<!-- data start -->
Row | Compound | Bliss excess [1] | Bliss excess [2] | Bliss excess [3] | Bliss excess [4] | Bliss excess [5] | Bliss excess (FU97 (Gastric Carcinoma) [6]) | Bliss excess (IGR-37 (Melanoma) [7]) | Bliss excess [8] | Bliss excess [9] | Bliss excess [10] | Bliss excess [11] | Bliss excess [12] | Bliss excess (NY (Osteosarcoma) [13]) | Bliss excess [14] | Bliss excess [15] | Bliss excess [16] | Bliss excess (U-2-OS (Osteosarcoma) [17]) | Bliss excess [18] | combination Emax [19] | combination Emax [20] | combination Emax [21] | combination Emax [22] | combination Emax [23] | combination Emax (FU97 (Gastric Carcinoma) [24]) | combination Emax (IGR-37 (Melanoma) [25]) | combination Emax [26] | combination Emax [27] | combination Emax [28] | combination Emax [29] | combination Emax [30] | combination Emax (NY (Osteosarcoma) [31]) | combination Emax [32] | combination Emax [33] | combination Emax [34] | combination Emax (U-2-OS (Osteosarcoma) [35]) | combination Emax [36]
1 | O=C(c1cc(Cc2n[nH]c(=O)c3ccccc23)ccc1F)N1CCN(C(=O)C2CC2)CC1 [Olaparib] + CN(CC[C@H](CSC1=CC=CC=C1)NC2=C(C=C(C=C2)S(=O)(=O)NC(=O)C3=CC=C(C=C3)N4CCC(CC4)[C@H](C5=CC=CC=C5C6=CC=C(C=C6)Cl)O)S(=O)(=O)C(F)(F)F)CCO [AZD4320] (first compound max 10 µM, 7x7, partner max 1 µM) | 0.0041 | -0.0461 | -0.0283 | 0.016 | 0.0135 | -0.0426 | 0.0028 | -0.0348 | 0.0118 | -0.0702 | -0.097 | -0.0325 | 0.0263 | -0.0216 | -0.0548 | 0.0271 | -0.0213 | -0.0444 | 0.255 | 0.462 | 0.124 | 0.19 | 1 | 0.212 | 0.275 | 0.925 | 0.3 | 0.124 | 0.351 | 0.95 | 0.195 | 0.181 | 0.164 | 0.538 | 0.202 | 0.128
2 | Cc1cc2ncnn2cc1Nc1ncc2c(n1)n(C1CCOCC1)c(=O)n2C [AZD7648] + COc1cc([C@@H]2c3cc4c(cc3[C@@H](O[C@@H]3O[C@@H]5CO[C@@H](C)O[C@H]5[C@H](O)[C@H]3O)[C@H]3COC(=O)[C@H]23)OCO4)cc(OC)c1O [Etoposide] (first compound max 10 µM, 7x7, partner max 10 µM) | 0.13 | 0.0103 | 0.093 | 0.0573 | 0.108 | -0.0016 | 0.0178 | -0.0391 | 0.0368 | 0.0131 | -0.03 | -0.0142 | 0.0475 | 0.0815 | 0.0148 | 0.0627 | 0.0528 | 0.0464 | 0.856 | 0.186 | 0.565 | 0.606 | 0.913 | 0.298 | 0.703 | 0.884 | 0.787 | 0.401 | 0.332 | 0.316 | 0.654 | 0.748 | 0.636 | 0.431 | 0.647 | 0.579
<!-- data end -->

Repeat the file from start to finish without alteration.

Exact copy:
Row | Compound | Bliss excess [1] | Bliss excess [2] | Bliss excess [3] | Bliss excess [4] | Bliss excess [5] | Bliss excess (FU97 (Gastric Carcinoma) [6]) | Bliss excess (IGR-37 (Melanoma) [7]) | Bliss excess [8] | Bliss excess [9] | Bliss excess [10] | Bliss excess [11] | Bliss excess [12] | Bliss excess (NY (Osteosarcoma) [13]) | Bliss excess [14] | Bliss excess [15] | Bliss excess [16] | Bliss excess (U-2-OS (Osteosarcoma) [17]) | Bliss excess [18] | combination Emax [19] | combination Emax [20] | combination Emax [21] | combination Emax [22] | combination Emax [23] | combination Emax (FU97 (Gastric Carcinoma) [24]) | combination Emax (IGR-37 (Melanoma) [25]) | combination Emax [26] | combination Emax [27] | combination Emax [28] | combination Emax [29] | combination Emax [30] | combination Emax (NY (Osteosarcoma) [31]) | combination Emax [32] | combination Emax [33] | combination Emax [34] | combination Emax (U-2-OS (Osteosarcoma) [35]) | combination Emax [36]
1 | O=C(c1cc(Cc2n[nH]c(=O)c3ccccc23)ccc1F)N1CCN(C(=O)C2CC2)CC1 [Olaparib] + CN(CC[C@H](CSC1=CC=CC=C1)NC2=C(C=C(C=C2)S(=O)(=O)NC(=O)C3=CC=C(C=C3)N4CCC(CC4)[C@H](C5=CC=CC=C5C6=CC=C(C=C6)Cl)O)S(=O)(=O)C(F)(F)F)CCO [AZD4320] (first compound max 10 µM, 7x7, partner max 1 µM) | 0.0041 | -0.0461 | -0.0283 | 0.016 | 0.0135 | -0.0426 | 0.0028 | -0.0348 | 0.0118 | -0.0702 | -0.097 | -0.0325 | 0.0263 | -0.0216 | -0.0548 | 0.0271 | -0.0213 | -0.0444 | 0.255 | 0.462 | 0.124 | 0.19 | 1 | 0.212 | 0.275 | 0.925 | 0.3 | 0.124 | 0.351 | 0.95 | 0.195 | 0.181 | 0.164 | 0.538 | 0.202 | 0.128
2 | Cc1cc2ncnn2cc1Nc1ncc2c(n1)n(C1CCOCC1)c(=O)n2C [AZD7648] + COc1cc([C@@H]2c3cc4c(cc3[C@@H](O[C@@H]3O[C@@H]5CO[C@@H](C)O[C@H]5[C@H](O)[C@H]3O)[C@H]3COC(=O)[C@H]23)OCO4)cc(OC)c1O [Etoposide] (first compound max 10 µM, 7x7, partner max 10 µM) | 0.13 | 0.0103 | 0.093 | 0.0573 | 0.108 | -0.0016 | 0.0178 | -0.0391 | 0.0368 | 0.0131 | -0.03 | -0.0142 | 0.0475 | 0.0815 | 0.0148 | 0.0627 | 0.0528 | 0.0464 | 0.856 | 0.186 | 0.565 | 0.606 | 0.913 | 0.298 | 0.703 | 0.884 | 0.787 | 0.401 | 0.332 | 0.316 | 0.654 | 0.748 | 0.636 | 0.431 | 0.647 | 0.579